Way back in 1611, Johannes Kepler suggested that the most efficient way to stack spheres—like arranging oranges for sale—was in a pyramid formation. Sadly, he couldn't prove it, but now a computer has finally verified it to be true, settling centuries of debate.

In fact, Thomas Hales of the University of Pittsburgh, Pennsylvania, developed a proof for the problem back in 1998. But at 300 pages, it took 12 reviewers four years to check for errors—and even then, they were only 99 percent certain it was correct. So, in 2003, Hales began to create the Flyspeck project: a computational tool that would check his proof.

It uses two pieces of formal verification software—delightfully called Isabelle and HOL Light—both of which rely on just a small, easily validated series of logical statements. With those, they can check any series of other logical statements, like a mathematical proof, if they have enough time.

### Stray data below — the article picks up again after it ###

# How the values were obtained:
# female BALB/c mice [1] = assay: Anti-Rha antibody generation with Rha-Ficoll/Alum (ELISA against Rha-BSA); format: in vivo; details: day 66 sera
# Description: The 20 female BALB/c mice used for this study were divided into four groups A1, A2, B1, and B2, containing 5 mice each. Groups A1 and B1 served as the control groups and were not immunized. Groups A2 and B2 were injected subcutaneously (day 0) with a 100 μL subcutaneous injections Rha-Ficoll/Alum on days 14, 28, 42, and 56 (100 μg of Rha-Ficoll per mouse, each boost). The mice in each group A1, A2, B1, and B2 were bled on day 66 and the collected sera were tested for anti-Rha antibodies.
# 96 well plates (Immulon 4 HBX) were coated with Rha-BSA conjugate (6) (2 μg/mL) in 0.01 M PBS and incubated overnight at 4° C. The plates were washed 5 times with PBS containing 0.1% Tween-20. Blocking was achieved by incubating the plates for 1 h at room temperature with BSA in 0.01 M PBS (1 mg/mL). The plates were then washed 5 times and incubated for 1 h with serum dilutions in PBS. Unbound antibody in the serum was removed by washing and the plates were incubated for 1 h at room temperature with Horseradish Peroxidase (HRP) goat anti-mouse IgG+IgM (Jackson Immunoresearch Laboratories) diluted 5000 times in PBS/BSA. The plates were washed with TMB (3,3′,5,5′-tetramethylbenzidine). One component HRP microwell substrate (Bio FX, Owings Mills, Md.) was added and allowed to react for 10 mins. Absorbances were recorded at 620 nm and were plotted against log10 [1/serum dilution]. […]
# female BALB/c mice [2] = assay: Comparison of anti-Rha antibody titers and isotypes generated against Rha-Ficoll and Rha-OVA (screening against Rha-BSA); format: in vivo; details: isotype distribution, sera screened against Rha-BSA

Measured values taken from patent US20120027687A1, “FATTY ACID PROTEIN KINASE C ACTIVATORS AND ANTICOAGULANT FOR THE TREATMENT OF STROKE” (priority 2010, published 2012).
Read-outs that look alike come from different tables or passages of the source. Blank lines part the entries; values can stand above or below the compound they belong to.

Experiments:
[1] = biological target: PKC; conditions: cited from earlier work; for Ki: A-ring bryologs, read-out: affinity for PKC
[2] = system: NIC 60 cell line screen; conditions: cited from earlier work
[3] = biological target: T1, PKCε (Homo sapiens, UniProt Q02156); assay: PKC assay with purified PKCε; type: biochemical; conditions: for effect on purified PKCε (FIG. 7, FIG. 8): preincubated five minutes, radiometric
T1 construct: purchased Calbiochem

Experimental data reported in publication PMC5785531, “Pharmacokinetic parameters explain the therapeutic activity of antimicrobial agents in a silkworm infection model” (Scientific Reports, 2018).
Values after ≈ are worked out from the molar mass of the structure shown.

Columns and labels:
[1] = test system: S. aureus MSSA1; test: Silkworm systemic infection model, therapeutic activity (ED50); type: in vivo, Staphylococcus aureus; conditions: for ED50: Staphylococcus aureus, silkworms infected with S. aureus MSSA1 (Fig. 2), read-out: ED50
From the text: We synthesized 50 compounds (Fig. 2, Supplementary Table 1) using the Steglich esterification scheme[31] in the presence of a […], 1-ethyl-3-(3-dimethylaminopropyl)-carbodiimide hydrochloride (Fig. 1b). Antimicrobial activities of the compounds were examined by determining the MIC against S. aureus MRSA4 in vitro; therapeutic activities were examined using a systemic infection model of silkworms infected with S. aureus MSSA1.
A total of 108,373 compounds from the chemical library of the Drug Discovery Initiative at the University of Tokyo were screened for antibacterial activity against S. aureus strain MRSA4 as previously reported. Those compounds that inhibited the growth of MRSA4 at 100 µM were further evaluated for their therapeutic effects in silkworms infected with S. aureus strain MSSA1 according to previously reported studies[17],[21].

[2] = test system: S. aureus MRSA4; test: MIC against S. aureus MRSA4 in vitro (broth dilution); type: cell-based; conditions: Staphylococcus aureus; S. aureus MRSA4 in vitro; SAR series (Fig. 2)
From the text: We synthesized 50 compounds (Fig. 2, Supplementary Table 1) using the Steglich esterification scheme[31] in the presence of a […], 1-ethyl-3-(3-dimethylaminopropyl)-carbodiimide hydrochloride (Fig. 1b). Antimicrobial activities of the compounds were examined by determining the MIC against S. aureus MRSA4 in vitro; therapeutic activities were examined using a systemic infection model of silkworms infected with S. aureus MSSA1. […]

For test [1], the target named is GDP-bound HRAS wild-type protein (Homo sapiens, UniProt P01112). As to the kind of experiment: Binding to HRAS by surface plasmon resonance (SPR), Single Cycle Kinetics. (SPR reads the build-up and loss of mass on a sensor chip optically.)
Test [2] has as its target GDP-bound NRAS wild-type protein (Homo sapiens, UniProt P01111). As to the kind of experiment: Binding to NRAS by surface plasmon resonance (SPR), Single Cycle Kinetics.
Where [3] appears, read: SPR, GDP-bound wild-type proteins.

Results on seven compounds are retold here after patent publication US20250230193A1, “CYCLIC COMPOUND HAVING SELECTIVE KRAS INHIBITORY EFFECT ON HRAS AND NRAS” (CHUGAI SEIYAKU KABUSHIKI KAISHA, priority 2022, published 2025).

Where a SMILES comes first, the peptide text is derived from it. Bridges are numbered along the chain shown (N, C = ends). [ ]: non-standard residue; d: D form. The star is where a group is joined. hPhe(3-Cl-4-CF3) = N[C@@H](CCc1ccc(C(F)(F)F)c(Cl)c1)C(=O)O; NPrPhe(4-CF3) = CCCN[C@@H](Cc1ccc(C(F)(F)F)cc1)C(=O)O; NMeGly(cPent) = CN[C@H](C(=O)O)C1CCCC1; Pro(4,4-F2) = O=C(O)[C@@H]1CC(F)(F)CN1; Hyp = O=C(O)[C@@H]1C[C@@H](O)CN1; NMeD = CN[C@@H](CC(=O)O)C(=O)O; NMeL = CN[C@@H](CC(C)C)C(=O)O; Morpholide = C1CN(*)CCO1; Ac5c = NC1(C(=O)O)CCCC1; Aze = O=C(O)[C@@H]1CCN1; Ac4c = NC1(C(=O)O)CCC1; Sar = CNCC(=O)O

Just this Sunday, Hales and his team announced that the 300 pages of proof had been scrutinized by the pair of programs and, to his relief, it's all correct. In other words, the computer successfully verified that the idea put forward by Kepler over 400 years ago is right. "I suddenly feel ten years younger," Hales told New Scientist.

But it's not just good news for Hales. There are hundreds of ridiculously dense mathematical proofs created every year, and this demonstrates that they can checked by computers rather than humans. That means that mathematicians can now concentrate on thinking creatively about their problems—and let computers do the grunt work of checking to make sure they're correct. [New Scientist]

*Image by **dexter_mixwith** under Creative Commons license.*

## DISCUSSION

If you can make square oranges like they do square watermelons, then a cube would be the most efficient.